Universiteit van Amsterdam

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Four Vidi grants at ILLC

The ILLC is extremely proud to announce that NWO has awarded prestigious VIDI grants to four ILLC researchers. Congratulations to Raquel Fernandez, Floris Roelofsen, Christian Schaffner en Ivan Titov.

The VIDI grant is part of the Innovational Research Incentives Scheme run by the Netherlands Organisation for Scientific Research (NWO). It is one of the most prestigeous grants for researchers in the Netherlands, enabling researchers who have already spent several years doing postdoctoral research to develop their own innovative lines of research, and to appoint one or more researchers.

  • Raquel Fernández: Asymmetry in Conversation

    Although we tend to take our conversational abilities for granted, spontaneous dialogue requires a substantial amount of linguistic, cognitive, and social skills. Uncovering how these hidden skills manifest themselves in language is of crucial importance to be able to understand human communication, to help people communicate more effectively, and to build computer systems that successfully interact with people using natural language. This research programme will contribute to this fascinating challenge by specifically focusing on linguistic interaction in the presence of asymmetry, i.e., imbalances or mismatches between dialogue participants on three different dimensions: (a) linguistic abilities, as in child-adult dialogue; (b) topical knowledge, as in interaction between experts and novices; and (c) social roles, as in conversations between individuals with power differences. Looking into asymmetric settings provides a great opportunity for investigating the changes that linguistic interaction can bring about -- how do our choices of words and phrases contribute to language learning, to knowledge transfer, or to opinion shifts? I will seek to answer such questions by exploiting theoretical insights from linguistics, psycholinguistics, and sociology and by applying sophisticated computational techniques to large amounts of data collected from real conversations.

  • Floris Roelofsen: Inquisitiveness below and beyond the sentence boundary

    The interpretation of linguistic expressions has been investigated from various theoretical perspectives, and this has led to many practical applications, ranging from automated reasoning to dialogue systems and search. However, while the focus in this endeavor has been on assertions, an equally important role in communication is played by questions. What is needed is a semantic framework in which questions and assertions can be analyzed in an integrated way.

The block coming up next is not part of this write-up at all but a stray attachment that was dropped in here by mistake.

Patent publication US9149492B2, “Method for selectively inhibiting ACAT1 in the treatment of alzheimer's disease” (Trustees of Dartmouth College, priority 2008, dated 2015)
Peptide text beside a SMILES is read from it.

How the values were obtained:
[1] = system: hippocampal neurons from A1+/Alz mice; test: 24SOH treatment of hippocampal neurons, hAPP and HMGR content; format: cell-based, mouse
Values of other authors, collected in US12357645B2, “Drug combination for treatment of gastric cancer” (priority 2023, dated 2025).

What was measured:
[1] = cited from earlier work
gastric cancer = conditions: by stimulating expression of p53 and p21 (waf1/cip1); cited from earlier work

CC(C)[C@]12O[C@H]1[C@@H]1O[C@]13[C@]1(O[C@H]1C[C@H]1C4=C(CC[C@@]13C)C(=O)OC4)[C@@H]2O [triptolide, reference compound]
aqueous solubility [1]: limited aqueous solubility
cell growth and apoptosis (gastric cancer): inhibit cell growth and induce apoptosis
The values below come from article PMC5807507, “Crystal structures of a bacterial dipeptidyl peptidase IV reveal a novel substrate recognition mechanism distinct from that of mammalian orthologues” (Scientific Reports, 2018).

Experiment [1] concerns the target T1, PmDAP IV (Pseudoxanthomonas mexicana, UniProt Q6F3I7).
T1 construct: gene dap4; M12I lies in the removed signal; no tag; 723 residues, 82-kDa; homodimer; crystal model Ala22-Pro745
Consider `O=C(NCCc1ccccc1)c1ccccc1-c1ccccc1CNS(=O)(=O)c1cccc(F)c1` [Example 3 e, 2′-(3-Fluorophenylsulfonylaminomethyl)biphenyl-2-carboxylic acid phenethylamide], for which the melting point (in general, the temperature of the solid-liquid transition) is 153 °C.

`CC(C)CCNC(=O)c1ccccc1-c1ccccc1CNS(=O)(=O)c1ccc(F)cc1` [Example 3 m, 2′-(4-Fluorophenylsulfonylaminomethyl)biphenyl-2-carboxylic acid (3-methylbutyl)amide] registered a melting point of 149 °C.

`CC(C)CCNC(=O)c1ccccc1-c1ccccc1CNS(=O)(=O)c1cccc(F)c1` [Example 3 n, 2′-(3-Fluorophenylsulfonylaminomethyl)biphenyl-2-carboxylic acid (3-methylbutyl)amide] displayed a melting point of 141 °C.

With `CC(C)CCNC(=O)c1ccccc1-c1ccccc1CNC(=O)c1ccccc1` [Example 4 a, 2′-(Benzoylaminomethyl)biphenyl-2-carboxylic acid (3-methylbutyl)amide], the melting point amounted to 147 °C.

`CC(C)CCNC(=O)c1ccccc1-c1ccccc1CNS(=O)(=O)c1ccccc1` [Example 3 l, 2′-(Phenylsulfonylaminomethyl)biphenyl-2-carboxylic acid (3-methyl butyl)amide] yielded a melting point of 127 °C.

Recent work by the applicant and colleagues on *inquisitive semantics* has begun to address this need. However, a number of significant steps are yet to be taken. First, we need to understand how the inquisitive content of a sentence is built up step-by-step from the meanings of the words in the sentence. And second, we need to understand how the interpretation of one sentence in a discourse may influence the interpretation of another. In a slogan, inquisitive semantics needs to be taken below and beyond the sentence boundary. We intend to demonstrate that this will not only substantially advance current semantic accounts of questions and assertions, but will also facilitate new practical applications in automated reasoning and dialogue systems.

  • Christian Schaffner: Cryptography in the Quantum World

    Quantum cryptography can provide security. Its best-known achievement is Quantum Key Distribution (QKD), which allows the generation of cryptographic keys based on the laws of quantum mechanics. However, modern cryptography studies a broad variety of other scenarios such as identification, secure collaboration, electronic voting, etc. that go far beyond the task of key distribution. As a main topic of this VIDI project, I will investigate the area of position-based quantum cryptography. The goal of position-based cryptography is to use the geographical position as a cryptographic credential. The combination of relativistic constraints (assuring that information cannot travel faster than the speed of light) and quantum mechanical effects (such as the impossibility to perfectly copy a quantum state) enables entirely new cryptographic applications like sending a message in such a way that it can only be read at a particular geographic position. Taken as a whole, this project will make cryptography ready for the quantum age and improve the privacy of individuals, companies and public administration.

  • Ivan Titov: Scaling Semantic Parsing to Unrestricted Domains

    Enabling a machine to understand human language – that is, to process any input text or utterance and be able to answer questions or perform actions on its basis – is one of the main goals of natural language processing. The lack of accurate methods for predicting meaning representations of texts is the key bottleneck for many natural language processing applications such as question answering, text summarization and information retrieval. Although state-of-the-art semantic parsers work fairly well on closed domains (e.g., interpreting natural language queries to databases), accurately predicting even shallow forms of semantic representations for less restricted texts remains a challenge. The reason for the unsatisfactory performance is reliance on supervised learning from human-annotated text collections, with the amounts of annotation required for accurate open-domain parsing exceeding what is practically feasible. In order to deal with this challenge, in this project, we will introduce methods for inducing semantic parsers primarily from un-annotated data (e.g., text on the Web).

For more information, see http://www.nwo.nl/onderzoek-en-resultaten/programmas/vernieuwingsimpuls/.

Please note that this newsitem has been archived, and may contain outdated information or links.